Samsara, the Fi-lim!
I’m supposed to be grading papers so I’ll make this quick and dirty! There’s a new documentary called Samsara by the creators of Baraka (1992) and Chronos (1985), Ron Fricke and Mark Magidson, and everyone must go see it. After hearing some murmurings of how awesome this film was, I sent a shout-out to some of my writer friends last weekend to ask if they wanted to go together. To my surprise, despite it being labeled a “nonverbal, guided meditation,” all of them were very enthusiastic to see it. The theatre was packed when we arrived, and we were lucky to even get seats.
Filmed across 25 countries over 5 years (see the map of locations), Samsara begins with a Tibetan monastery (Thiksey Gompa) in Ladakh where monks are making a sand mandala. Without giving away too much of the experience, let me just say that this film took me to places that I will probably never see in person — and even if I did go there, I wouldn’t see it in such isolated and spectacular vantages as the film offers. Samsara is a visual smorgasbord of the world. Destruction and birth, and the inherent beauty of this cycle are everywhere, so too are the disturbing sides of our humanity (ie. shots of mass slaughterhouses are juxtaposed with writhing Thai prostitutes in drag who gaze back at us as if to implicate us).
The key moment in the film for me was when famed French performance artist Olivier de Sagazan performed his piece “Transfiguration.” It acted as a pivot in the film, coloring what followed with a certain danger: of seeing who we, as people, really are. You can watch a version of it here (warning: it is disturbing). This piece shook me to the core and while I couldn’t look away because I hated every moment of it, it also moved me because it captured each individual’s struggle to create, destroy and recreate him or herself. Damn it, when performance art is good, it is so good!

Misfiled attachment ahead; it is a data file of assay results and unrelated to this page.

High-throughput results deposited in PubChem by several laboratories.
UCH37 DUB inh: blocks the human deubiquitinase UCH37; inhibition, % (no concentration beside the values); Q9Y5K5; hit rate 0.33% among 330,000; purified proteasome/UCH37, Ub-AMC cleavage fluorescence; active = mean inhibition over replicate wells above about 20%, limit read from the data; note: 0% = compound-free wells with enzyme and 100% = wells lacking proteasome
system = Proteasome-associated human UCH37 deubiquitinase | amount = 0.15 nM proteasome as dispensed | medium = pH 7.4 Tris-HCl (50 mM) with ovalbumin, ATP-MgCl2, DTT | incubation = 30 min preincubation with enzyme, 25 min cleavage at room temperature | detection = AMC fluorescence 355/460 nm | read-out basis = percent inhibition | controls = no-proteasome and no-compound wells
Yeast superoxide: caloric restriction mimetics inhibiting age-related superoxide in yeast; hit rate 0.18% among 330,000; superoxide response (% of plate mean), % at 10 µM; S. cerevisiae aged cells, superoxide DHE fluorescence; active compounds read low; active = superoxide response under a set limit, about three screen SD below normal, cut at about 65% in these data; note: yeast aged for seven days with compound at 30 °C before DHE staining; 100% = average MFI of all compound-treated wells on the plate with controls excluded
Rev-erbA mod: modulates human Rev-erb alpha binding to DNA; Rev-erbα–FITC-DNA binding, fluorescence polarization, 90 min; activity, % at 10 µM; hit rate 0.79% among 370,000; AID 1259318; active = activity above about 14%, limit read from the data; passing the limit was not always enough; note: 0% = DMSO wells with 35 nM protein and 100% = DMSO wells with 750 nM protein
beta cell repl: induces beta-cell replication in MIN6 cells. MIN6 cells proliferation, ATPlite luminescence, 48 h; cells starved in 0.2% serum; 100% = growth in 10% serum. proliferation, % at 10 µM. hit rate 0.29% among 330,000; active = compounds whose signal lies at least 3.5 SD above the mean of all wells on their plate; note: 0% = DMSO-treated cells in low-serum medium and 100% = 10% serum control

At the end of the film, Samsara returns to Thiksey Monastery. After the insanity and smothering speed and crowdedness of the rest of the world, the gompa is a breath of fresh air. Every part of me wanted to shake off the grossness of this world and run there, renouncing all the distorted activities and thoughts that cause us to enslave each other and massacre animals to stuff ourselves with. Anyway, the monks, having finished the mandala, stand over it and take a moment to gaze at their sand painting (from my crude understanding: mandalas are two dimensional representations of three dimensional places — some even represent the whole universe, says wikipedia). To learn more about mandalas, check out Cornell’s cool site on it. Then without any hesitation, the monks draw lines across the mandala and gather the sand in a bowl, turning their hard work literally to dust.
Outside the film, my friends and I were left gutted by the film. We didn’t know what to feel, we were shell-shocked. “We’re fucked,” said one friend. “What was that?” said another. We all agreed that we liked it, that we were touched by it. But we couldn’t give it a clean narrative — five writers standing around in a circle with so little so say. Buddhism teaches that in every birth, there is death. In every meeting, parting. No film has captured this for me quite like Samsara, and it is especially wonderful to see the ancient wisdom and beauty of our heritage act as the axis to this brilliant piece of art.
Go see it while you can still experience it on the Big Screen — it just won’t be the same on your laptop or TV. Here are the theatres showing it right now. And if you do, tell me what you thought of it!
That’s all for now. This is NYCYak signing off. Ghale peh!